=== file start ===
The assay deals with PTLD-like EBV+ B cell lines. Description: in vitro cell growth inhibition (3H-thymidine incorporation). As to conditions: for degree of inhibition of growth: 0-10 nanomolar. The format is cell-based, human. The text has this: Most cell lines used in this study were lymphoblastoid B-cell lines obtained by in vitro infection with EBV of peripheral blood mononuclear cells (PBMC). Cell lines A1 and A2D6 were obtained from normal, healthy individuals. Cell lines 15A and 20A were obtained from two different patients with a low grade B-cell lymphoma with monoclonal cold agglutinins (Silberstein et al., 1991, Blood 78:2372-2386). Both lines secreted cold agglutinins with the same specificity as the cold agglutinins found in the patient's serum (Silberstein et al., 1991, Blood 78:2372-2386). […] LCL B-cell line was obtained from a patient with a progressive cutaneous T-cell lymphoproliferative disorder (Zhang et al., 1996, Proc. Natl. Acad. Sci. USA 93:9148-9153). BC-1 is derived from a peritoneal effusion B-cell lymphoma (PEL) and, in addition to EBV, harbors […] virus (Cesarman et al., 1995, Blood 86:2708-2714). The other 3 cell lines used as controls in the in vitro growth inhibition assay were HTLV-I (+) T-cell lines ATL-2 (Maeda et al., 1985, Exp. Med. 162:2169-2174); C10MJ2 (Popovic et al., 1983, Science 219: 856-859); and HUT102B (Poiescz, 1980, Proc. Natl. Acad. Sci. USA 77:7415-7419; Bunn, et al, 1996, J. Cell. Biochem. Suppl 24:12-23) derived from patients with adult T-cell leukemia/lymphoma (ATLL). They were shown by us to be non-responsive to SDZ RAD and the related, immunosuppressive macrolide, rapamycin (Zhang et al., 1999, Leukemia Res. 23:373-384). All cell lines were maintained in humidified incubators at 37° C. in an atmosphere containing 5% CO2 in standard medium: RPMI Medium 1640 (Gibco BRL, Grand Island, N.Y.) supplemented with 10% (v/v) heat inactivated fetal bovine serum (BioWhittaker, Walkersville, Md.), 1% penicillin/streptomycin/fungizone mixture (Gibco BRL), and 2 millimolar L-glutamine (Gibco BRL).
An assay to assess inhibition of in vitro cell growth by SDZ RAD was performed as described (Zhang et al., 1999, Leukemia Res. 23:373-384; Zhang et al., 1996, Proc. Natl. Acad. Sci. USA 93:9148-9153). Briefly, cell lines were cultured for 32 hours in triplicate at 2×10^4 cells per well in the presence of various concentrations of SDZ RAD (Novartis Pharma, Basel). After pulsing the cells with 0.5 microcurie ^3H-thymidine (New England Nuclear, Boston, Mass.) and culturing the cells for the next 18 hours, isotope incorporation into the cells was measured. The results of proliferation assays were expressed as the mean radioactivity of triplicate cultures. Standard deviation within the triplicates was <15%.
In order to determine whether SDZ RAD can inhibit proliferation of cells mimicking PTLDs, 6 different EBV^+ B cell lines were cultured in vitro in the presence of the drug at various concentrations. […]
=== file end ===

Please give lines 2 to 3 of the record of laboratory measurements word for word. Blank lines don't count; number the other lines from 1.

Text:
An assay to assess inhibition of in vitro cell growth by SDZ RAD was performed as described (Zhang et al., 1999, Leukemia Res. 23:373-384; Zhang et al., 1996, Proc. Natl. Acad. Sci. USA 93:9148-9153). Briefly, cell lines were cultured for 32 hours in triplicate at 2×10^4 cells per well in the presence of various concentrations of SDZ RAD (Novartis Pharma, Basel). After pulsing the cells with 0.5 microcurie ^3H-thymidine (New England Nuclear, Boston, Mass.) and culturing the cells for the next 18 hours, isotope incorporation into the cells was measured. The results of proliferation assays were expressed as the mean radioactivity of triplicate cultures. Standard deviation within the triplicates was <15%.
In order to determine whether SDZ RAD can inhibit proliferation of cells mimicking PTLDs, 6 different EBV^+ B cell lines were cultured in vitro in the presence of the drug at various concentrations. […]